Jun 21, 2011

Ray Nagin was the mayor of New Orleans when the worst national disaster on record hit. In his new self-published memoir, Katrina's Secrets; Storms After the Storm, Vol. 1, Nagin aims to explain the chaos following the aftermath of Katrina. Of course he places a lot of the blame for the chaos at the feet of the federal and state government, but he also admits to his own mistakes:

"We all had issues, because it was such a catastrophic, historic event," he says. "We all did some good things. We all had shortcomings."

Nagin faults himself for not calling a mandatory evacuation before the storm eight to 10 hours earlier than he did. He says he should have pushed the federal government for someone to be put in charge of the recovery sooner, a job that went to Army Lt. Gen. Russel Honoré after several days. And he says a 50% jump in the suicide rate shows he should have devoted more resources to mental health services.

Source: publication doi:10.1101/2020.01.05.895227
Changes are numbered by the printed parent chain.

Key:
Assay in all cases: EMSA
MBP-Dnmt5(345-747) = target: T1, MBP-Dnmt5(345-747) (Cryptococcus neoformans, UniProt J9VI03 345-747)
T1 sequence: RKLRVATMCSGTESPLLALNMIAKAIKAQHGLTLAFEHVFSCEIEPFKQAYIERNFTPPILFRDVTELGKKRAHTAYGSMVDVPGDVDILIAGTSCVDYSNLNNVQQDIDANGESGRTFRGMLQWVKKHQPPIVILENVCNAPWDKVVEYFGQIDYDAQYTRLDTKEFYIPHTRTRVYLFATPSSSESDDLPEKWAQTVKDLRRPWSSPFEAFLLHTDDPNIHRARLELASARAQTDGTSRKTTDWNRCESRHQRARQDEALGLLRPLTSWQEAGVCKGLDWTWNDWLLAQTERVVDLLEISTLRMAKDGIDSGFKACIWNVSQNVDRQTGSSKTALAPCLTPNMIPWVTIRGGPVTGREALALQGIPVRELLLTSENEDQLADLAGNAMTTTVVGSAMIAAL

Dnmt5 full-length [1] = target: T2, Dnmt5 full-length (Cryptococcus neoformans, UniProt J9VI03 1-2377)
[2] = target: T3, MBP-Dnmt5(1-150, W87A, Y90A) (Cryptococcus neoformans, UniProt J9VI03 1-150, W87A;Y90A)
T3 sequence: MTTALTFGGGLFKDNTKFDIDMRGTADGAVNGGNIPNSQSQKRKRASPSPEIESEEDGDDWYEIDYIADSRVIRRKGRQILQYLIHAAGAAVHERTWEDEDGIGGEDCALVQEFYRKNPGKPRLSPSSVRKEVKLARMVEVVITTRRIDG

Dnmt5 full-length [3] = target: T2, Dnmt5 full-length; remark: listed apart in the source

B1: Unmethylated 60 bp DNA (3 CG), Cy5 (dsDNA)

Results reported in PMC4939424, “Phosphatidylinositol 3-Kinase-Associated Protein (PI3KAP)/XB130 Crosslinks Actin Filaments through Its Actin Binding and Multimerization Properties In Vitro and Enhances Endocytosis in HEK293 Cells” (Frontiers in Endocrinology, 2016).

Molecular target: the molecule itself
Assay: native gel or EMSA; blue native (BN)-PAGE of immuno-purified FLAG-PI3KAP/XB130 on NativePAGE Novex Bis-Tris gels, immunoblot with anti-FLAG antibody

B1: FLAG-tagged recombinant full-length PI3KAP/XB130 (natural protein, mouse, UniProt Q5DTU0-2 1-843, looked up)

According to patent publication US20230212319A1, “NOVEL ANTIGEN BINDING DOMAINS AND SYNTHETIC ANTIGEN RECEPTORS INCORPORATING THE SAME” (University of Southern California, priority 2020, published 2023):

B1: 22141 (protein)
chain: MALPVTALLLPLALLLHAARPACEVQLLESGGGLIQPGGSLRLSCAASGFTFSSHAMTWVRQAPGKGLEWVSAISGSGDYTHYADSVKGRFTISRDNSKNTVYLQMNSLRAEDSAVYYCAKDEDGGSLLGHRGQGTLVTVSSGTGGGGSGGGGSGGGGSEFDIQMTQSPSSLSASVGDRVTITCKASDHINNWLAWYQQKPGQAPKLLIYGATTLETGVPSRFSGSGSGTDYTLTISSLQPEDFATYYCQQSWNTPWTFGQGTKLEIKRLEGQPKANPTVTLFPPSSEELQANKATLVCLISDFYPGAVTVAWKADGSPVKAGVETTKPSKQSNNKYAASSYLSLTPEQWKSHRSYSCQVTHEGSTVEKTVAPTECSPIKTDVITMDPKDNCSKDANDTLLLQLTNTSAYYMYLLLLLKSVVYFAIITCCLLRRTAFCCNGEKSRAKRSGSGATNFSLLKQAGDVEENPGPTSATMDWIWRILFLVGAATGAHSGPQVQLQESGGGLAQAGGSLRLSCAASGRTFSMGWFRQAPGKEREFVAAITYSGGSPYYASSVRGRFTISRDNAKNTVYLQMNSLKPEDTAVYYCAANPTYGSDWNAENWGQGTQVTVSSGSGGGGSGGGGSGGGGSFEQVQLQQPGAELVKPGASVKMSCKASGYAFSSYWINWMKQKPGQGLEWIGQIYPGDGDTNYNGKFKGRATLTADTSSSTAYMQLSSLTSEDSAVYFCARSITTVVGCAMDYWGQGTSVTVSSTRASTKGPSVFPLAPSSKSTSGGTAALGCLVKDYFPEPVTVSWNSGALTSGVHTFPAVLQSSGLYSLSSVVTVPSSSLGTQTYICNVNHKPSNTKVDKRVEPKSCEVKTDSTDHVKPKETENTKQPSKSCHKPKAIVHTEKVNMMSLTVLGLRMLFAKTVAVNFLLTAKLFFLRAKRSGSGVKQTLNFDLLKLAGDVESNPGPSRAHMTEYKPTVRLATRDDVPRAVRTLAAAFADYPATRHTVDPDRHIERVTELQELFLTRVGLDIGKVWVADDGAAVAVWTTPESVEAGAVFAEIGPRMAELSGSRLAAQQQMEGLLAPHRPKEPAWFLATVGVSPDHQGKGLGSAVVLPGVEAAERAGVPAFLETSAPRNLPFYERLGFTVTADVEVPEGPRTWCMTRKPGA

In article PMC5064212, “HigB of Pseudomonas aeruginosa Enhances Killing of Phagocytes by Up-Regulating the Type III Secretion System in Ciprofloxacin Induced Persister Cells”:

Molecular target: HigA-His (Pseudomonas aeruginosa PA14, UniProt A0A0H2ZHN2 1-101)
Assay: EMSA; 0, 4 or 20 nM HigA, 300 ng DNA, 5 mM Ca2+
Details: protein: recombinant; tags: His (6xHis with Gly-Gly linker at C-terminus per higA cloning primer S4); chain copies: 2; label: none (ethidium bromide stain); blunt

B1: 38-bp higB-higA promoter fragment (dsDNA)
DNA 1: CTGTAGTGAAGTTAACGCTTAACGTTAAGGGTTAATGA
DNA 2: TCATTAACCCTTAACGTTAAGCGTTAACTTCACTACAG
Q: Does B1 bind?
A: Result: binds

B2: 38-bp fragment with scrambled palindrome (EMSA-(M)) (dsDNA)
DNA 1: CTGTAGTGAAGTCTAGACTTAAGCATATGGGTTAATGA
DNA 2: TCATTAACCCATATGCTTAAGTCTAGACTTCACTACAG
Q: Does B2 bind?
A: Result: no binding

Nagin also goes on to say that in some ways he feels New Orleans is better after Katrina:

More educated young entrepreneurs are moving in, and homeownership is up in a city once dominated by rentals.

•The public school system has been rebuilt in an innovative way that could not have happened "if it wasn't for Katrina."

•The city's infrastructure is being rebuilt, including streets, parks, playgrounds, a new medical center downtown and a levee system that Nagin says will withstand a Katrina-like event.

"In a lot of respects, the city has a lot of good things going," he says. "And in some respects better because of Katrina."

The memoir is due out on Wednesday.

Source - USAToday


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